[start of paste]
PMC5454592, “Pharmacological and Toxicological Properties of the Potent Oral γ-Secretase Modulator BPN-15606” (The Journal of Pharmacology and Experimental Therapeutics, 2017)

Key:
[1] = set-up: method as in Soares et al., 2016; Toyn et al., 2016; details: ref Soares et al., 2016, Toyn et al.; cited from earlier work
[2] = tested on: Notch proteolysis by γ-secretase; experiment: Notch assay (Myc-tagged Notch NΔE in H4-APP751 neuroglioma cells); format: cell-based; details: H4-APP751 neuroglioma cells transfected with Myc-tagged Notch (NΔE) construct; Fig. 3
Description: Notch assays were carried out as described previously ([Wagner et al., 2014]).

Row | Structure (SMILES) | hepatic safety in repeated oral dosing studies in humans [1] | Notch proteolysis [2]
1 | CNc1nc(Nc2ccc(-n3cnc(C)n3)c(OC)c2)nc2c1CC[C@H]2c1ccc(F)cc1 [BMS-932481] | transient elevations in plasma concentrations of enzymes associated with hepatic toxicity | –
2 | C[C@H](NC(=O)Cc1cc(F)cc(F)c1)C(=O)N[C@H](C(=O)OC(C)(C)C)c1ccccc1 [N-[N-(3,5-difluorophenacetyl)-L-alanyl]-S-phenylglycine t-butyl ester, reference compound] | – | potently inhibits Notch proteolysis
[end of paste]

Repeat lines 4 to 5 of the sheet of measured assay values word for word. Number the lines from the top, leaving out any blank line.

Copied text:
[2] = tested on: Notch proteolysis by γ-secretase; experiment: Notch assay (Myc-tagged Notch NΔE in H4-APP751 neuroglioma cells); format: cell-based; details: H4-APP751 neuroglioma cells transfected with Myc-tagged Notch (NΔE) construct; Fig. 3
Description: Notch assays were carried out as described previously ([Wagner et al., 2014]).